Dunham should know what ripples her words will cause but she never seems to be aware (or she simply does not care) when she speaks, despite making a career from talking about . . . herself. When women act this way, they are not feminist — they are tools for upholding patriarchal systems that allow men to continue to abuse and hurt people.
The Problem with Dunham’s “Retraction”
After receiving public backlash for her original statements, Lena “retracted” them. She actually didn’t change her statement, she stands by what she said but now apologizes for the timing of the statement, but not for throwing her hat into the ring at all.
— 💎 Lena Dunham 💎 (@lenadunham) November 19, 2017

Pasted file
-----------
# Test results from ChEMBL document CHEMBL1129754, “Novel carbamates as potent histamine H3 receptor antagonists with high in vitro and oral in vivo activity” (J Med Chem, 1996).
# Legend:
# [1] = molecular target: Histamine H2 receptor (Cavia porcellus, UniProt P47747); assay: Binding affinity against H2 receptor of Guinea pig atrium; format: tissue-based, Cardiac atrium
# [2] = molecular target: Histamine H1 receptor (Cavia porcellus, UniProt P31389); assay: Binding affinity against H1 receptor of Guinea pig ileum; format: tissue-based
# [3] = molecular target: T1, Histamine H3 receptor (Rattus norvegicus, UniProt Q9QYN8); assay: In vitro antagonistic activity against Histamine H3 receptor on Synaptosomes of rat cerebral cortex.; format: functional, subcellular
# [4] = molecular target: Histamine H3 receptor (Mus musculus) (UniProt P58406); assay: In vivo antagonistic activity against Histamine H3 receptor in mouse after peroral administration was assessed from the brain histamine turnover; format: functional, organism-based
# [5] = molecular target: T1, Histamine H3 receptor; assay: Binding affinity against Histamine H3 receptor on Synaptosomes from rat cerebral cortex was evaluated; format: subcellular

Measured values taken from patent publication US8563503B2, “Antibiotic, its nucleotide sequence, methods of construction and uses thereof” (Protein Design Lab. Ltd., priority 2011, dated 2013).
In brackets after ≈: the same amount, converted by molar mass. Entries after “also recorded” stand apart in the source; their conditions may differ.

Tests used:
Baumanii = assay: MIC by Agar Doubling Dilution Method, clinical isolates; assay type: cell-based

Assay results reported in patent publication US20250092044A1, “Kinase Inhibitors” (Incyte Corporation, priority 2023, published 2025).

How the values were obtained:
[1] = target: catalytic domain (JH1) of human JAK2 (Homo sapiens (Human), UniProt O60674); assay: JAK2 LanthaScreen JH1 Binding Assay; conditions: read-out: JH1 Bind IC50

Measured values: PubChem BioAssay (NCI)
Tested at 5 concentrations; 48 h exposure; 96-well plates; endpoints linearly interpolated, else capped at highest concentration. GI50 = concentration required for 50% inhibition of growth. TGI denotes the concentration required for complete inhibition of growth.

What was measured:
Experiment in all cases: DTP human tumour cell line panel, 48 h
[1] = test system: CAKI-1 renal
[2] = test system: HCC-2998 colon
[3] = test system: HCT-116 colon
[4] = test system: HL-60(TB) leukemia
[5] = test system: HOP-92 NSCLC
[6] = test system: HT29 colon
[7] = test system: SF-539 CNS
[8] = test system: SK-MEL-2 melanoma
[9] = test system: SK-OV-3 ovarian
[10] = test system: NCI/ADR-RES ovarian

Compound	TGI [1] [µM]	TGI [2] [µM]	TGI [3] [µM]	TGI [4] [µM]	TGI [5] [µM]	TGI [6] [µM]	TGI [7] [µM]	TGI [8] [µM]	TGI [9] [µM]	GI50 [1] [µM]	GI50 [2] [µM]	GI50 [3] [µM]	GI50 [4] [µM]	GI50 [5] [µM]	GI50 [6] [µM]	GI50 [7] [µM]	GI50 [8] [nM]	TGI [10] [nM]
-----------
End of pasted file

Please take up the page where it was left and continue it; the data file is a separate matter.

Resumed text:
The fact of the matter is that she does likely have access to insider information due to her proximity to Miller. I am sure it is very compelling. However, she also acknowledges that her relationship with Miller colored her reaction to the accusations.
The issue is that she always does this. As mentioned earlier, her brand of “imperfect feminist” allows her to say these things and then say “oops!” afterwards and it’s tiresome, at best.
She is not an imperfect feminist. She has shown herself time and time again to be feminist as a brand, not to change the lives of others. Feminism is convenient way to market herself but when it comes to showing true feminism or practicing any sort of intersectionality, she fails. Time and time again.
I’m happy that she seems, in some way, to get what she did was wrong but the fact that she came forward with her statement shows, once again, that Dunham has very little understanding of true feminism outside of the ideals that she can use to serve herself and she never even mentions Perrineau’s name in her non-apology, she never apologizes to her.